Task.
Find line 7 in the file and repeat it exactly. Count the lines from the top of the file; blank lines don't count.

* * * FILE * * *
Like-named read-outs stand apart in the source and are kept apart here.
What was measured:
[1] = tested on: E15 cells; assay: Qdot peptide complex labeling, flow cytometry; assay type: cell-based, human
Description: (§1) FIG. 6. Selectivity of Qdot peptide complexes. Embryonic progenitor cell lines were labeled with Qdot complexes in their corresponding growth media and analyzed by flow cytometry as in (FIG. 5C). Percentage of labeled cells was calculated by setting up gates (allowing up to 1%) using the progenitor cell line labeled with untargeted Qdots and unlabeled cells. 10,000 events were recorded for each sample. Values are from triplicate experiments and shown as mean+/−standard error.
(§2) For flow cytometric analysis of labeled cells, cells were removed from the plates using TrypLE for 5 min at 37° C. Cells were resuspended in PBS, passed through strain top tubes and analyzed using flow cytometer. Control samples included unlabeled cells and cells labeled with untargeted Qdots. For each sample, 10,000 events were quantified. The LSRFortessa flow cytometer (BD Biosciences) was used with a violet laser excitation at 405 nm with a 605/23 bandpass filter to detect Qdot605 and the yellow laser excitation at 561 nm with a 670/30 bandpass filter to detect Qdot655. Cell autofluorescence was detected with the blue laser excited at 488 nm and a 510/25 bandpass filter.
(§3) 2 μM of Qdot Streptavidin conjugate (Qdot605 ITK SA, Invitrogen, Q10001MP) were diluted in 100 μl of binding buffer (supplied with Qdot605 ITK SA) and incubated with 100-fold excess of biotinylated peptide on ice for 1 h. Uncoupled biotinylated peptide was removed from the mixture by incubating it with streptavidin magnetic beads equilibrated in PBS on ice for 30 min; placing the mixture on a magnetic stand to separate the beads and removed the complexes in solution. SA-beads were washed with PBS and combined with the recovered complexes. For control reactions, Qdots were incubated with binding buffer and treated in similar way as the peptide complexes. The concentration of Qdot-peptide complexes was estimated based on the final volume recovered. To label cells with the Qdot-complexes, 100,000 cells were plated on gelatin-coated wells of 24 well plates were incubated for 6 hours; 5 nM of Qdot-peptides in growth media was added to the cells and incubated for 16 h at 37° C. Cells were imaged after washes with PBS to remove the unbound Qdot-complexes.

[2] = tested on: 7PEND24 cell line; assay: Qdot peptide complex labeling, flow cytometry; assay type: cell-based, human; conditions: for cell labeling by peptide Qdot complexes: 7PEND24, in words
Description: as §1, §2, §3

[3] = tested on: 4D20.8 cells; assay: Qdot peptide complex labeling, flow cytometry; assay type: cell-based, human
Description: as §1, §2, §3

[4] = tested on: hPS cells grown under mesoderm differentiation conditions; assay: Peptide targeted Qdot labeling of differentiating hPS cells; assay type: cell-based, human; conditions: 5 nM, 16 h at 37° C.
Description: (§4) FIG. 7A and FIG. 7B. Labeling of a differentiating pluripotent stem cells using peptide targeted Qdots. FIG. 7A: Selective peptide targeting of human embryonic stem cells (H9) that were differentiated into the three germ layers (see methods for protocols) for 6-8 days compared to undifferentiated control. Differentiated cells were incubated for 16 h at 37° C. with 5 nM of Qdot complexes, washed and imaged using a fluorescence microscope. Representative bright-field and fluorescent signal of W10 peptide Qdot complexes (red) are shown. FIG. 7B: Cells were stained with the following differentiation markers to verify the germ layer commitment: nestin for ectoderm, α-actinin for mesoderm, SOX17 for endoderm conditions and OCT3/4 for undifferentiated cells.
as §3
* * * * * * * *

[2] = tested on: 7PEND24 cell line; assay: Qdot peptide complex labeling, flow cytometry; assay type: cell-based, human; conditions: for cell labeling by peptide Qdot complexes: 7PEND24, in words